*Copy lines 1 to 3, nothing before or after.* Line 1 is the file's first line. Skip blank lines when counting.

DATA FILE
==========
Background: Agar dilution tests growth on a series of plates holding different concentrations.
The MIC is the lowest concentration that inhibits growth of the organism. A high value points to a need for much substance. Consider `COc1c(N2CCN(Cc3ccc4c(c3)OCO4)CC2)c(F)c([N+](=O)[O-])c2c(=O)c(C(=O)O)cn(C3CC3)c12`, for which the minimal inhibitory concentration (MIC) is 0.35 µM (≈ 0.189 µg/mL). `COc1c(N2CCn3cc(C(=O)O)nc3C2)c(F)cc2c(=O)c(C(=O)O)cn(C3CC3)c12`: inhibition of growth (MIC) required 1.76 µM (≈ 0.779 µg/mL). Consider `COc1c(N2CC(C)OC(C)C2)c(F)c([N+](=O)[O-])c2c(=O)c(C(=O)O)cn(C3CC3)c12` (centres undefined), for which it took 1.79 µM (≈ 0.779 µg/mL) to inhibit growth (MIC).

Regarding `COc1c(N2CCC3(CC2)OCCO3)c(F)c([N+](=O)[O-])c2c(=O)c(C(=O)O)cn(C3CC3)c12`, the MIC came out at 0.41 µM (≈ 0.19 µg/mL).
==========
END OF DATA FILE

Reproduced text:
Background: Agar dilution tests growth on a series of plates holding different concentrations.
The MIC is the lowest concentration that inhibits growth of the organism. A high value points to a need for much substance. Consider `COc1c(N2CCN(Cc3ccc4c(c3)OCO4)CC2)c(F)c([N+](=O)[O-])c2c(=O)c(C(=O)O)cn(C3CC3)c12`, for which the minimal inhibitory concentration (MIC) is 0.35 µM (≈ 0.189 µg/mL). `COc1c(N2CCn3cc(C(=O)O)nc3C2)c(F)cc2c(=O)c(C(=O)O)cn(C3CC3)c12`: inhibition of growth (MIC) required 1.76 µM (≈ 0.779 µg/mL). Consider `COc1c(N2CC(C)OC(C)C2)c(F)c([N+](=O)[O-])c2c(=O)c(C(=O)O)cn(C3CC3)c12` (centres undefined), for which it took 1.79 µM (≈ 0.779 µg/mL) to inhibit growth (MIC).

Regarding `COc1c(N2CCC3(CC2)OCCO3)c(F)c([N+](=O)[O-])c2c(=O)c(C(=O)O)cn(C3CC3)c12`, the MIC came out at 0.41 µM (≈ 0.19 µg/mL).